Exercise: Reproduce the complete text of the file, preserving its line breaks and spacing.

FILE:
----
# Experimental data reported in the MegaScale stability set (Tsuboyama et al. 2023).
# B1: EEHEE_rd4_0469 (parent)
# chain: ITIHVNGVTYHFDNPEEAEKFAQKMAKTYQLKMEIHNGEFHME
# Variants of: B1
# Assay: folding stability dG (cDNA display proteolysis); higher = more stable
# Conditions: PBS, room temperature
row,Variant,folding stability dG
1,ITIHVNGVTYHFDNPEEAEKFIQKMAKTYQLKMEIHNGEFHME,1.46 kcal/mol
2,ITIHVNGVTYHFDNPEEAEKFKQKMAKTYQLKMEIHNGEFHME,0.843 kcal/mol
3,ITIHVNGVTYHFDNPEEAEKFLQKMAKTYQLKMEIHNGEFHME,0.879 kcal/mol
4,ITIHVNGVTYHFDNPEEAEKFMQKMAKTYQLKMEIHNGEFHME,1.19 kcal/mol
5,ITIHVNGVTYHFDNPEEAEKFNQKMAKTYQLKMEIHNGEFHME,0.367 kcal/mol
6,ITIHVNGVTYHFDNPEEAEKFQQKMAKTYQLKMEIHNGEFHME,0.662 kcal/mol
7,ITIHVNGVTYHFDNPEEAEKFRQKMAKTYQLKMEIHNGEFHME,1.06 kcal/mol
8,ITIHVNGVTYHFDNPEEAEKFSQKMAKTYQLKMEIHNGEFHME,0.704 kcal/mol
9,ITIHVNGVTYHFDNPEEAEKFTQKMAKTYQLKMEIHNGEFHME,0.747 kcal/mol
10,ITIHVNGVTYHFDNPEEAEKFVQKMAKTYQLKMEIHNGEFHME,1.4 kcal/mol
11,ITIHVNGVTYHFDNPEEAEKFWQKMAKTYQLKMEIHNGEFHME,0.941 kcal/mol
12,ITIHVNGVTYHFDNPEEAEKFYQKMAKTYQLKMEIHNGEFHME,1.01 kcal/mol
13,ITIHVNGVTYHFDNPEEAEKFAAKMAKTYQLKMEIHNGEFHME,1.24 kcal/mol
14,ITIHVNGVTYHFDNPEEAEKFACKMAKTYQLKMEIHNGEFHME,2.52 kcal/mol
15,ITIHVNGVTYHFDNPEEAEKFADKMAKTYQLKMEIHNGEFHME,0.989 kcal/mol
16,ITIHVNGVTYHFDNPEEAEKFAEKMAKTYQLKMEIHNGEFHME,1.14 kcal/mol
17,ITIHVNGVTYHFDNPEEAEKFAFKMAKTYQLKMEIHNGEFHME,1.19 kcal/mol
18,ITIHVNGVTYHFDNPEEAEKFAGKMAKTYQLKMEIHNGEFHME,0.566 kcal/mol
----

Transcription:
# Experimental data reported in the MegaScale stability set (Tsuboyama et al. 2023).
# B1: EEHEE_rd4_0469 (parent)
# chain: ITIHVNGVTYHFDNPEEAEKFAQKMAKTYQLKMEIHNGEFHME
# Variants of: B1
# Assay: folding stability dG (cDNA display proteolysis); higher = more stable
# Conditions: PBS, room temperature
row,Variant,folding stability dG
1,ITIHVNGVTYHFDNPEEAEKFIQKMAKTYQLKMEIHNGEFHME,1.46 kcal/mol
2,ITIHVNGVTYHFDNPEEAEKFKQKMAKTYQLKMEIHNGEFHME,0.843 kcal/mol
3,ITIHVNGVTYHFDNPEEAEKFLQKMAKTYQLKMEIHNGEFHME,0.879 kcal/mol
4,ITIHVNGVTYHFDNPEEAEKFMQKMAKTYQLKMEIHNGEFHME,1.19 kcal/mol
5,ITIHVNGVTYHFDNPEEAEKFNQKMAKTYQLKMEIHNGEFHME,0.367 kcal/mol
6,ITIHVNGVTYHFDNPEEAEKFQQKMAKTYQLKMEIHNGEFHME,0.662 kcal/mol
7,ITIHVNGVTYHFDNPEEAEKFRQKMAKTYQLKMEIHNGEFHME,1.06 kcal/mol
8,ITIHVNGVTYHFDNPEEAEKFSQKMAKTYQLKMEIHNGEFHME,0.704 kcal/mol
9,ITIHVNGVTYHFDNPEEAEKFTQKMAKTYQLKMEIHNGEFHME,0.747 kcal/mol
10,ITIHVNGVTYHFDNPEEAEKFVQKMAKTYQLKMEIHNGEFHME,1.4 kcal/mol
11,ITIHVNGVTYHFDNPEEAEKFWQKMAKTYQLKMEIHNGEFHME,0.941 kcal/mol
12,ITIHVNGVTYHFDNPEEAEKFYQKMAKTYQLKMEIHNGEFHME,1.01 kcal/mol
13,ITIHVNGVTYHFDNPEEAEKFAAKMAKTYQLKMEIHNGEFHME,1.24 kcal/mol
14,ITIHVNGVTYHFDNPEEAEKFACKMAKTYQLKMEIHNGEFHME,2.52 kcal/mol
15,ITIHVNGVTYHFDNPEEAEKFADKMAKTYQLKMEIHNGEFHME,0.989 kcal/mol
16,ITIHVNGVTYHFDNPEEAEKFAEKMAKTYQLKMEIHNGEFHME,1.14 kcal/mol
17,ITIHVNGVTYHFDNPEEAEKFAFKMAKTYQLKMEIHNGEFHME,1.19 kcal/mol
18,ITIHVNGVTYHFDNPEEAEKFAGKMAKTYQLKMEIHNGEFHME,0.566 kcal/mol